3D Construction Kit (Incentive) Review | Amiga Power - Everygamegoing

Amiga Power

3D Construction Kit
By Incentive
Amiga 500

Published in Amiga Power #2

Yes, we know it's not really a game. But it's got a game in it, and it can be used to create games without any programming knowledge. So we've reviewed it anyway.

3D Construction Kit

If you're acquainted with Incentive's series of 3D games, which started with Driller, Total Eclipse and Castle Master and shows no sign of coming to an end, you'll be familiar with their Freescape graphics system. Good, isn't it? And wouldn't it be nice if you could have a crack at designing your own Freescape games, but without having to worry about all the mechanics behind 3D filled polygons? Well, now you can!

3D Construction Kit is basically the package Incentive used to churn out (if that's the right word) all the games listed above, with a few bells and whistles tacked on to turn it into a commercial product. (There's even a "free" sample game in here so you can see roughly the sort of thing that you're aiming at.) It contains everything that you'll need to design 3D objects, colour them in, move them around a bit and eventually turn them into a fully playable game which can be severed from the main package and given/sold to whoever you like (as long as you give the 3D Construction Kit a mention in it somewhere). The only limit, as the free tutorial video stresses, is your imagination. (It also keeps going on about "a world inside your computer", and is best taped over as soon as possible!)

After loading the software you're presented with a huge, empty box called an 'area'. By clicking on the appropriate icons you'll be able to slowly fill it with buildings, furniture, baddies or whatever you fancy to create your 'world'. This is actually quite a laborious process - don't let any tutorial video tell you otherwise - but pretty soon you'll have quite a convincing landscape which you can explore to your heart's content. But that isn't the end of the story.

3D Construction Kit

You'll probably want to bung in a few more 'areas'. Eh? Well, let's pretend that your first area (Area 1) contains a building. It's probably got a door on the front, hasn't it? The trouble is, when you walk into the door it makes a sort of 'clunk' sound and you bounce off. You could always pretend the door's locked or something, but your audience will expect more. So instead, create a new, empty area (Area 2) and then attach a command to the door in Area 1 so that when you walk into it it'll whisk you to Area 2. You can then bung lots of furniture and stuff into Area 2 and turn it into a room - a hallway, say. And you can then have lots more areas leading off from it. You could also have spooky doors that take you into one room when you go through them in one direction, and a completely different room when you go back in the other direction. Or you could have a weird 'Tardis' effect where you go into a tiny building and inside are lots of huge rooms. We're getting back onto this "only limit is your imagination" sort of business again.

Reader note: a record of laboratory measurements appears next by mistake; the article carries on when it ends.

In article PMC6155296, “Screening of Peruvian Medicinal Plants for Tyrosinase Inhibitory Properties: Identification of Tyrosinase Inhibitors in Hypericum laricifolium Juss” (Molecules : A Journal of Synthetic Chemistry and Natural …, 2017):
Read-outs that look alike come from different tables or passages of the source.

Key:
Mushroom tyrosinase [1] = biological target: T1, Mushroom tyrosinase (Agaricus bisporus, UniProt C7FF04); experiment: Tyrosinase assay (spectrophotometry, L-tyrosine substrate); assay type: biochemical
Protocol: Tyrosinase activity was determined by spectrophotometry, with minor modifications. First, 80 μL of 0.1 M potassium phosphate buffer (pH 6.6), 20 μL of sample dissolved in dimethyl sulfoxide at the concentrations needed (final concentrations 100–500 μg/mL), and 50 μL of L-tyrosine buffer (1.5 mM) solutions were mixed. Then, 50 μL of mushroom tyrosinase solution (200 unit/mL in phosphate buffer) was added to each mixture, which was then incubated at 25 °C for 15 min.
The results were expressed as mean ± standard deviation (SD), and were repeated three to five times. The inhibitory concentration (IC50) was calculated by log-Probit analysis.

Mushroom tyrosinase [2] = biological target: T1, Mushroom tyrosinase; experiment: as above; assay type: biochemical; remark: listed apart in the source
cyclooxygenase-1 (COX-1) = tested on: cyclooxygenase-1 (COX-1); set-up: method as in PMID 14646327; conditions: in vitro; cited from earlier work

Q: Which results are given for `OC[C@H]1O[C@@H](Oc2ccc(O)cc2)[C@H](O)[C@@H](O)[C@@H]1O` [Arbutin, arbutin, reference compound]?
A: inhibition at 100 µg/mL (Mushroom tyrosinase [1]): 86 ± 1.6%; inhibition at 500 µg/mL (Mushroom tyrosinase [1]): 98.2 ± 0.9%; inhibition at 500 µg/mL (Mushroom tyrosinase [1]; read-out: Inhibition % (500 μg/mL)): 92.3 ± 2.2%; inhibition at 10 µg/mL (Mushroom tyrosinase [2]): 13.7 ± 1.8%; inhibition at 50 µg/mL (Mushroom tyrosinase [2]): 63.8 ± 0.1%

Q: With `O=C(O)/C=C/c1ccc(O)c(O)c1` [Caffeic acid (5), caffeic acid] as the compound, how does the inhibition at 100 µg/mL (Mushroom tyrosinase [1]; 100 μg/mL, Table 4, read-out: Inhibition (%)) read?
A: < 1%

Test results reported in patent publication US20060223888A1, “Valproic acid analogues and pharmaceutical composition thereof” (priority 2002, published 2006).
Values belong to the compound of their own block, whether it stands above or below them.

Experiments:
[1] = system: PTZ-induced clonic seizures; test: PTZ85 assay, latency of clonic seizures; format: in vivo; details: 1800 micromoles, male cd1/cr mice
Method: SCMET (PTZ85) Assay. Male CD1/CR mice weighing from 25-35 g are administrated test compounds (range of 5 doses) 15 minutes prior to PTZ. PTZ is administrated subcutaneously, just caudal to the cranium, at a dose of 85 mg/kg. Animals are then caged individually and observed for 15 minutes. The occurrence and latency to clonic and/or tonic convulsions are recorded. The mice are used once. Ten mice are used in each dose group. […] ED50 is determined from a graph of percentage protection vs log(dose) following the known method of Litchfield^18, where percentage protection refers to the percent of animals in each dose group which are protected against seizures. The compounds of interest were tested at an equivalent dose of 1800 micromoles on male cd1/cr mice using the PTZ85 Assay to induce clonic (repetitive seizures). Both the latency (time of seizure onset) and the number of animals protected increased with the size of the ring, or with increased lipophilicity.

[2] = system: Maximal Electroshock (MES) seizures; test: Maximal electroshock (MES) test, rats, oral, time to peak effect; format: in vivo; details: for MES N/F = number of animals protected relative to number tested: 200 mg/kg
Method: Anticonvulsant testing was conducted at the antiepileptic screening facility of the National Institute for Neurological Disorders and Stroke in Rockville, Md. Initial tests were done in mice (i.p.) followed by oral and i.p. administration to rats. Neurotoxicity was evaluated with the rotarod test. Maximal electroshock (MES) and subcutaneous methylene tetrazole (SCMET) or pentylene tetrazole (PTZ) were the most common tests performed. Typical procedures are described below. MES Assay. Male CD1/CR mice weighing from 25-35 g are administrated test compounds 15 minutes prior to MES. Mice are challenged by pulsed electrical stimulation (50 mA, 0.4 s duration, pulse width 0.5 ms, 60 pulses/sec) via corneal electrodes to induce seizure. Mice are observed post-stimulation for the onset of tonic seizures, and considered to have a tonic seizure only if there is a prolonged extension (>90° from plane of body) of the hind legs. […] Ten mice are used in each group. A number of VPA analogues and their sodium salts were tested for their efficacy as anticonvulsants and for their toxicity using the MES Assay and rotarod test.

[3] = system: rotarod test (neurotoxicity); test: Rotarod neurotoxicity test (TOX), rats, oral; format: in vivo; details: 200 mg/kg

Once you've set up your world, you'll probably want to turn it into a game. Facilities are included to enable objects to be shot or collected. You can even add sound effects, timers, energy levels and scoring systems. The trouble is that, to achieve all this, you'll have to delve into the Freescape Command Language, which is a far cry from the cushy icons and things you'll have used up to now. A lot of work will have to be put in on this, and a bit of programming experience would help a great deal. It's very flexible, though, so once you've worked out what's going on it should theoretically be possible to program just about anything!

3D Construction Kit isn't perfect. The 3D graphics engine used to display everything isn't the most sophisticated system in the world - Cybercon 3 would dip it in Flash and wipe the floor with it! - so things can slow down a fair amount if there's a lot on screen. We're talking about one frame per second for the 'house' detailed below. And the manual doesn't attempt to explain any of the terms it uses, so once again your imagination is called upon to do much of the work. Finally, and perhaps most ominously, there's the price. It's a lot to pay for anything, even as complex as this, so you'll have to think pretty hard before reaching into your pocket.

These reservations aside, 3D Construction Kit is a pretty potent piece of software. Anyone with a reasonably large brain should be able to construct a marketable game without too much trouble at all. People with slightly smaller brains will have plenty of fun constructing things and then exploring them. And people with really tiny brains could just sit and watch the video. There's something for everyone really. If you're into it, it's an investment that'll really pay off in terms of enjoyment per pound, and which may even make you a bit of cash on the side.